Bangladesh's criminal justice system delivers injustice
Asian Human Rights Commission
(This is the edited text of a statement issued by the Asian Human Rights Commission: AHRC-STM-066-2008)
A media report implies serious questions about the credibility of Bangladesh’s criminal justice system, including the investigation, prosecution and the judiciary, as well as the qualifications of the concerned professionals in those institutions.
A Dhaka based national daily newspaper, the Prothom Alo, reported on 13 March 2008 that a court convicted three persons to rigorous life imprisonment--which is a 14-year sentence--for the alleged kidnapping of a girl in Jhalakathi district, when the said crime did not in actual fact take place.
According to the news report, Ms Liza Akther alias Fuli, who is now 19-years-old, fled from her maternal uncle’s house eight years ago as a result of intolerable treatment inflicted upon her by her uncle and aunt, Mr Anowar Hossain and his wife, Mrs Shefali Begum. Strangely, four years later, Mr Anwar lodged a complaint of kidnapping and trafficking with the Jhalkathi police station on 31 May 2004 against three persons; Mr Rustom Ali Shikdar, a petty fisherman, Mr Harun Hawladar, a day labourer, and Mr Nuru Hawladar, a small businessman. The Jhalkathi police recorded the case under the Women and Child Repression Prevention Act.
After police investigation, the men were charged with kidnapping and trafficking and convicted of the same by the Special Tribunal of Women and Child Repression Prevention of Jhalkathi on 7 February 2007. The judge sentenced each of them to 14-years rigorous imprisonment with a fine of 10 000 taka. When the three men appealed the conviction before the High Court Division of the Supreme Court, bail was granted for Harun and Nuru, who were released from detention on February 27, while Rustom’s petition was rejected.
When Liza heard that three persons had been convicted of her 'kidnapping', she immediately visited Jhalkathi and lodged a General Diary with the Jhalkathi police station. She also went to a Notary Public and recorded her testimony in an affidavit. Liza told the media that she had fled to Dhaka from her uncle's house following intolerable torture by her uncle and aunt, and managed to get a job in a garment factory. She later married a businessman.
The lawyer of the three convicted persons, Mr Abdur Rashid Howlader, told reporters that Liza was produced before the Chief Judicial Magistrate’s (CJM) Court on March 5, and the Court was requested to record her testimony in a petition. The CJM judge, Mr Reza Tarique Ahmad, who was also the judge of the Special Tribunal that initially found the three men guilty, rejected the petition however, and released Liza under her own custody.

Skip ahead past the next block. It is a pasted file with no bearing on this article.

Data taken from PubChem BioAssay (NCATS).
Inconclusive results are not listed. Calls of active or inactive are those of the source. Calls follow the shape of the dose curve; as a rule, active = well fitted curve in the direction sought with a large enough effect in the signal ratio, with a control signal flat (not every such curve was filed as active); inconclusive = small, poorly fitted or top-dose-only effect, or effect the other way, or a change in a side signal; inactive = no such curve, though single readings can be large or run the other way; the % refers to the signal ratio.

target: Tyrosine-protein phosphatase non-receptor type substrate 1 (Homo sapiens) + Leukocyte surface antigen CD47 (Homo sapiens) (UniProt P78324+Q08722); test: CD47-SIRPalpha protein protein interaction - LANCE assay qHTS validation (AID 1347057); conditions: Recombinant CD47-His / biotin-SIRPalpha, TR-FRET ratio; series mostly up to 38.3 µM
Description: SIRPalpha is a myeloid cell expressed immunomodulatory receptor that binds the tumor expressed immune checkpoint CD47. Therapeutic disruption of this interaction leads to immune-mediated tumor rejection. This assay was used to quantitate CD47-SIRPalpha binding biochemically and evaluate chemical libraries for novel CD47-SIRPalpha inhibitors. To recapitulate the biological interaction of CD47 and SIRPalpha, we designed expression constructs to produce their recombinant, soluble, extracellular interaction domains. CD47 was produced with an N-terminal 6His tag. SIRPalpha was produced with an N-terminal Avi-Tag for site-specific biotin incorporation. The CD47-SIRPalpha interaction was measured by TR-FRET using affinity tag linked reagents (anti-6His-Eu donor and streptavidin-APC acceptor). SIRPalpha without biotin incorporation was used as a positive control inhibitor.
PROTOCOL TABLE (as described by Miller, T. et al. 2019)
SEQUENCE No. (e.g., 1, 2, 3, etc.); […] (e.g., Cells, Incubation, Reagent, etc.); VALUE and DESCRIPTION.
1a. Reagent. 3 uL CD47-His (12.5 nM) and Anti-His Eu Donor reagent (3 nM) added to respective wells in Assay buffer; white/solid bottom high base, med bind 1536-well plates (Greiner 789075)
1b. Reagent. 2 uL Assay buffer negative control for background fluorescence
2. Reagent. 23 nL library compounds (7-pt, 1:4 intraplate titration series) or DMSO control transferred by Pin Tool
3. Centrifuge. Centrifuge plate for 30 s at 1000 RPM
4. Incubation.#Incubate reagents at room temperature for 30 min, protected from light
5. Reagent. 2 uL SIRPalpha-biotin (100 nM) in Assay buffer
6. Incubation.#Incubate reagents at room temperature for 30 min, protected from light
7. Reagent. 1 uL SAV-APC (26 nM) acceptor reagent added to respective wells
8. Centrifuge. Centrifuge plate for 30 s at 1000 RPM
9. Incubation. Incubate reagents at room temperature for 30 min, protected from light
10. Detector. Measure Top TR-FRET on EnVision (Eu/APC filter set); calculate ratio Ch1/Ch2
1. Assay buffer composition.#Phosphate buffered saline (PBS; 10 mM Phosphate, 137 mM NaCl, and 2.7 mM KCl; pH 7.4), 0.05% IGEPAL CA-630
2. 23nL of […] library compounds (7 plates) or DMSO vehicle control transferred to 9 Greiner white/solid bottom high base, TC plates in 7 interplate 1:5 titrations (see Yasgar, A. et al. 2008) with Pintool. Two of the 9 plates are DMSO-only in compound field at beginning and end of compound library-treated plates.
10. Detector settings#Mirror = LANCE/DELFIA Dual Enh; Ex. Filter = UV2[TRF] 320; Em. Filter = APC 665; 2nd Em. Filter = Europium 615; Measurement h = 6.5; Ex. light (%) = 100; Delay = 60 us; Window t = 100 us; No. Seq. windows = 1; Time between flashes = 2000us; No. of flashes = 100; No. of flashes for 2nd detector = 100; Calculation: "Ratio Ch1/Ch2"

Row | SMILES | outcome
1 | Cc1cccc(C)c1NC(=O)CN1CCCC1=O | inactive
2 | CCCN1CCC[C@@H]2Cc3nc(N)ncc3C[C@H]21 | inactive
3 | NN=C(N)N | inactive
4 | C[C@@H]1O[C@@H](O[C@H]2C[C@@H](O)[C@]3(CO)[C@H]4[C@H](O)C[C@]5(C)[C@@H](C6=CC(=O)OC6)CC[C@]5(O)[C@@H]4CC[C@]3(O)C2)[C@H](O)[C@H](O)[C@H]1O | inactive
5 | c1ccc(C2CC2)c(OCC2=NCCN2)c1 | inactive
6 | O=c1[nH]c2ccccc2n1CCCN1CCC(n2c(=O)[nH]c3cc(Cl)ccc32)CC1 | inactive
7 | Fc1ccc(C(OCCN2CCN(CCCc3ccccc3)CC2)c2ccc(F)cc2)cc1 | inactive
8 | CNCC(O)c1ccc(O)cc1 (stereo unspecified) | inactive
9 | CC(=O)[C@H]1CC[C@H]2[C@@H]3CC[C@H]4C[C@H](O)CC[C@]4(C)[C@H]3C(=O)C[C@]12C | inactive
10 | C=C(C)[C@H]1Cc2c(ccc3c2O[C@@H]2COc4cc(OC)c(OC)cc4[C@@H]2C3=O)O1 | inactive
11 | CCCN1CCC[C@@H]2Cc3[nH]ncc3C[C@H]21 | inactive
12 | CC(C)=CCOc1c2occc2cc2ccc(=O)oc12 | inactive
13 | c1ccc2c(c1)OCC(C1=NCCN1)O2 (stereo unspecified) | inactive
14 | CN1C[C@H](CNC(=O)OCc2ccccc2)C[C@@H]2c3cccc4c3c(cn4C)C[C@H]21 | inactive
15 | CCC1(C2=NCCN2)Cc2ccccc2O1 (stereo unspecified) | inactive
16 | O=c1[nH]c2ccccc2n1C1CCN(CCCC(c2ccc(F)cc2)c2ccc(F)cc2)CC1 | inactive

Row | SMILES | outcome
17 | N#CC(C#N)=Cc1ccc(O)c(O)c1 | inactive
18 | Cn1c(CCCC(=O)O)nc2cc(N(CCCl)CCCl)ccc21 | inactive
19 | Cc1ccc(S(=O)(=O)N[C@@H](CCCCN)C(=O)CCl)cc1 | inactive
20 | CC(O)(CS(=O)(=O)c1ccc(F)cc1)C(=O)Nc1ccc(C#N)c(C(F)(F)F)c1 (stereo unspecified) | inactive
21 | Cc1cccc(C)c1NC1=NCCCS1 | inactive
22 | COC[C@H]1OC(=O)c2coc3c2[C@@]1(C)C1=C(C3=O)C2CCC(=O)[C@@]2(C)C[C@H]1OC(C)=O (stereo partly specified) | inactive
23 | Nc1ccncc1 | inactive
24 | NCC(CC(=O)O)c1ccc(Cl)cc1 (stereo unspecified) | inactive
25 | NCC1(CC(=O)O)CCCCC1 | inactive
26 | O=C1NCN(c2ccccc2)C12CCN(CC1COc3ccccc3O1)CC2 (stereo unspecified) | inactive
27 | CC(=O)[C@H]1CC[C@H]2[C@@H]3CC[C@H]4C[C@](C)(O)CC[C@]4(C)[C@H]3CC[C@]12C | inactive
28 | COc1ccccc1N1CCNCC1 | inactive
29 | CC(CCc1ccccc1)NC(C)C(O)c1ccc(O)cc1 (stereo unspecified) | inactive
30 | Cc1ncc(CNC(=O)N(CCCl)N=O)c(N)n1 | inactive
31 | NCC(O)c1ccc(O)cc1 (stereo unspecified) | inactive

The Officer-in-Charge of the Jhalkathi police station Mr AKM Faruk, while admitting this miscarriage of justice, told the media that one of the two investigation officers of this case, Inspector Mr Sohrab Ali, had already passed away while the other, Sub Inspector Mr Muzibur Rahman, was in service elsewhere.
The families of the convicted men suffered immense loss, including financial and social dignity, following the case. In terms of civil and political rights guaranteed to citizens, this incident reveals gross abuses: police investigators failed to critically examine the fabricated charge of kidnapping as well as of attributing the crime to these three suspects; the prosecutors failed to scrutinize evidence before filing charges; and the judiciary failed to ensure a fair trial.
All those concerned about human rights and rule of law in Bangladesh should commend the reporting of this case by the media. The Asian Human Rights Commission encourages such reporting, which countries like Bangladesh require regularly. This report obliges policy makers to look into Bangladesh’s existing criminal justice system. The investigators, prosecutors and judges in this case created a case of fiction instead of facts while they arranged depositions from so called prosecution witnesses to convict the three men. This could only have happened amidst dysfunctional institutions. Government authorities, as well as professionals related to the justice delivery system, must ask themselves whether any of the three justice mechanisms have the necessary levels of efficiency, commitment and accountability required for upholding the law of the land.
The three victims and their families need to be compensated for the grave suffering that has been caused to them. Moreover, the incident needs to be thoroughly investigated and all those directly involved as well as those indirectly involved by way of command responsibility should be brought to justice. Until this happens they should all be removed from the positions they hold within the criminal justice system of Bangladesh.
The Asian Human Rights Commission urges the Bangladeshi authorities to conduct an immediate and thorough investigation into this case, which can be the basis for urgently needed reforms of the criminal justice system. A high level commission can be formed, comprising of legal experts and practitioners, to examine similar cases, determine the loopholes and propose the necessary changes.